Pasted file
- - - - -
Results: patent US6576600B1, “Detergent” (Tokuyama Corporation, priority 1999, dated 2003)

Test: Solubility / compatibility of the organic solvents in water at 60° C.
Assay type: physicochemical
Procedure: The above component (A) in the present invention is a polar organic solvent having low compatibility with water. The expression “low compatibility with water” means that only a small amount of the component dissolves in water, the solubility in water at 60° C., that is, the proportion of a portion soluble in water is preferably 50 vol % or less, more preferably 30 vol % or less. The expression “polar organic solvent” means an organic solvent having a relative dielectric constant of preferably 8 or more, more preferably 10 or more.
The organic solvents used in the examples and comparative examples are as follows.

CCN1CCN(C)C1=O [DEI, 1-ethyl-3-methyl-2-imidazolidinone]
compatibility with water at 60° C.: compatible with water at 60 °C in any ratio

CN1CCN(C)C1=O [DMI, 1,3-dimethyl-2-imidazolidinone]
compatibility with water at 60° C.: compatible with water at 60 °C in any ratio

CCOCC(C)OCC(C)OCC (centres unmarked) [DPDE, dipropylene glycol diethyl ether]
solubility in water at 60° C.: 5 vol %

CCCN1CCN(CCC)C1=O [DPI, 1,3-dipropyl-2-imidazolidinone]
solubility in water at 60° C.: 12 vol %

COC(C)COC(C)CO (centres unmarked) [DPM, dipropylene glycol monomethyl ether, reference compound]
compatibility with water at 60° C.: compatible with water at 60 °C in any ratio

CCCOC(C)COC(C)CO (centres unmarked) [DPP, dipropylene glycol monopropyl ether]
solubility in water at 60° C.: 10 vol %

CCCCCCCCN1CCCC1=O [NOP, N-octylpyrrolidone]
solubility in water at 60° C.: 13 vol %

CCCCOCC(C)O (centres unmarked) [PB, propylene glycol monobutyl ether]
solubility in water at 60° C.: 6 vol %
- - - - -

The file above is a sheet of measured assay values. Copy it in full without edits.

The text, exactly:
Results: patent US6576600B1, “Detergent” (Tokuyama Corporation, priority 1999, dated 2003)

Test: Solubility / compatibility of the organic solvents in water at 60° C.
Assay type: physicochemical
Procedure: The above component (A) in the present invention is a polar organic solvent having low compatibility with water. The expression “low compatibility with water” means that only a small amount of the component dissolves in water, the solubility in water at 60° C., that is, the proportion of a portion soluble in water is preferably 50 vol % or less, more preferably 30 vol % or less. The expression “polar organic solvent” means an organic solvent having a relative dielectric constant of preferably 8 or more, more preferably 10 or more.
The organic solvents used in the examples and comparative examples are as follows.

CCN1CCN(C)C1=O [DEI, 1-ethyl-3-methyl-2-imidazolidinone]
compatibility with water at 60° C.: compatible with water at 60 °C in any ratio

CN1CCN(C)C1=O [DMI, 1,3-dimethyl-2-imidazolidinone]
compatibility with water at 60° C.: compatible with water at 60 °C in any ratio

CCOCC(C)OCC(C)OCC (centres unmarked) [DPDE, dipropylene glycol diethyl ether]
solubility in water at 60° C.: 5 vol %

CCCN1CCN(CCC)C1=O [DPI, 1,3-dipropyl-2-imidazolidinone]
solubility in water at 60° C.: 12 vol %

COC(C)COC(C)CO (centres unmarked) [DPM, dipropylene glycol monomethyl ether, reference compound]
compatibility with water at 60° C.: compatible with water at 60 °C in any ratio

CCCOC(C)COC(C)CO (centres unmarked) [DPP, dipropylene glycol monopropyl ether]
solubility in water at 60° C.: 10 vol %

CCCCCCCCN1CCCC1=O [NOP, N-octylpyrrolidone]
solubility in water at 60° C.: 13 vol %

CCCCOCC(C)O (centres unmarked) [PB, propylene glycol monobutyl ether]
solubility in water at 60° C.: 6 vol %